British MI5 to gain access to encryption keys
6 May 1998
The British Labour government has proposed the introduction of new legislation that represents a major infringement on communications privacy.
Two new laws are to be drafted by the Home Office enabling intelligence and law enforcement agencies to obtain a warrant for access to information necessary to decrypt the contents of communications or stored data delivered by e-mail. Failure to hand over the information will be deemed a criminal offence.
The plan was justified in Parliament last week by Trade and Industry Minister Barbara Roche as a means of combating money laundering, terrorism and international criminal organisations.
The issue of encryption technology has been the subject of intense discussion in state departments throughout the world. In Britain and the US, export controls have been used as a way of preventing the distribution of strong encryption systems, unless the relevant national intelligence agencies were able to read the codes.
Companies such as Microsoft, Lotus and Netscape have complied by distributing weakened versions of their built-in encryption systems to non-US customers. Others have used the First Amendment of the US constitution--which prohibits restrictions on free speech--to refuse to comply with government and FBI demands.
Phil Zimmermann recently received the Lifetime Achievement Award for his Pretty Good Privacy (PGP) public key encryption software. He repeatedly refused to comply with US federal government demands that he allow security forces a "back door" to read files and messages encrypted with his software. Recently the last two versions of PGP were legally exported from the US in the form of huge textbooks of code, which were then scanned in and recompiled in electronic form by a team of researchers in Europe.
In an attempt to calm widespread fears of an infringement on democratic rights, the British government says that users and providers of encryption software will have to hand over codes "only when appropriate authority has been obtained--for example, a judicial warrant."
These statements have been greeted with widespread scepticism. Leading civil rights lawyer Geoffrey Robertson QC told the Guardian newspaper: "This would be a monumental advance on government's rights to invade privacy.... A judicial warrant can come from a lay justice or a circuit judge whom the police select. It's a classic case of Neanderthal thinking--no safeguard at all."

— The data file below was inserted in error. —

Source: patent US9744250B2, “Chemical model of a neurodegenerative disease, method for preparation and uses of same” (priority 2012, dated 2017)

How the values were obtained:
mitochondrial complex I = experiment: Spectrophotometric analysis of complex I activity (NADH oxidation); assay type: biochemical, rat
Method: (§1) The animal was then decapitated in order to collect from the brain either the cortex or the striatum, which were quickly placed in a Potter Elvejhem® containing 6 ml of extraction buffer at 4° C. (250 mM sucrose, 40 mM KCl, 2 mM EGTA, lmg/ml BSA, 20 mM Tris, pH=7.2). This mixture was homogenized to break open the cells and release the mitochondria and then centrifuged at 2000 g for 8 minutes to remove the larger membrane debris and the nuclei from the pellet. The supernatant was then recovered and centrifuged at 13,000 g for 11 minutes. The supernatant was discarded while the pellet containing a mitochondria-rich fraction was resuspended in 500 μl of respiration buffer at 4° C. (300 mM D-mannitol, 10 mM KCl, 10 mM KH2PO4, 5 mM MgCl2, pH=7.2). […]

"Do they really think that major criminals go home and log their crimes on the Internet in a computer diary?" Robertson asked.
Last week's announcement was made after three months of deliberation by the Prime Minister's policy unit. Alongside the Home Office plans, the Department of Trade and Industry is to draft a new law regarding electronic commerce.
New Labour's original plan was to adopt the so-called "key escrow" system put forward by the previous Tory government. In March 1997, the Major government issued a proposal for "Licensing of Trusted Third Parties for the Provision of Encryption Services." They planned for privacy keys to be held compulsorily in central data banks, where police or intelligence agencies could electronically retrieve them if they wanted to read particular communications.
This system was condemned as complex, costly, dangerous and unworkable. The European commission said last October that such central key recovery systems created enormous security dangers as well as significant cost for the user, yet provided no real benefit in dealing with terrorism or major crime.
The new law proposed by the Department of Trade and Industry appears to address some of these issues. A licensing system for "Certification Authorities" will be set up. Licenses will not be compulsory, but these will be the only digital signatures to be legally recognised, thus making it a de-facto standard.
The Government claims that the purpose of the plan is "to offer certificates to support electronic signatures reliable enough to be recognised as equivalent to written signatures." The main use of digital signatures is to verify the identity of customers who place orders for goods or services electronically, which are then often delivered electronically. This type of trade is expected to be worth £5 billion a year in Europe alone.
In announcing the two new laws, however, Roche made an explicit link between digital signatures and demands for key recovery systems. Licensed service providers that offer encryption services will be required to make the recovery of keys possible through suitable storage arrangements.
The announced legislation is an attack on democratic rights. Predicting technical difficulties with the new laws, legal experts have pointed out that if the only suspected evidence of a crime is the unknown contents of encrypted files on a computer, forcing a user to unlock them by handing over codes would effectively remove the right to silence.
The routine use of telephone bugging and mail interception has been well documented not only in criminal cases but in the targeting of political and civil rights activists. The expansion of these practices into the field electronic data should be of concern to anyone who believes in civil liberties.
One of the great attractions of the Internet and electronic communications in general is the possibility opened up for people to communicate on a far greater scale than ever before. Never has the opportunity for individuals or organisations to make their views known to a world audience been so readily available.
Far from welcoming such an interaction of ideas, in electronic communications as in other walks of life, the powers-that-be fear nothing more than a free and democratic discussion on the society in which we live and the possibility for change. This is the real reason behind the campaign for state monitoring of electronic data and censorship of the Internet.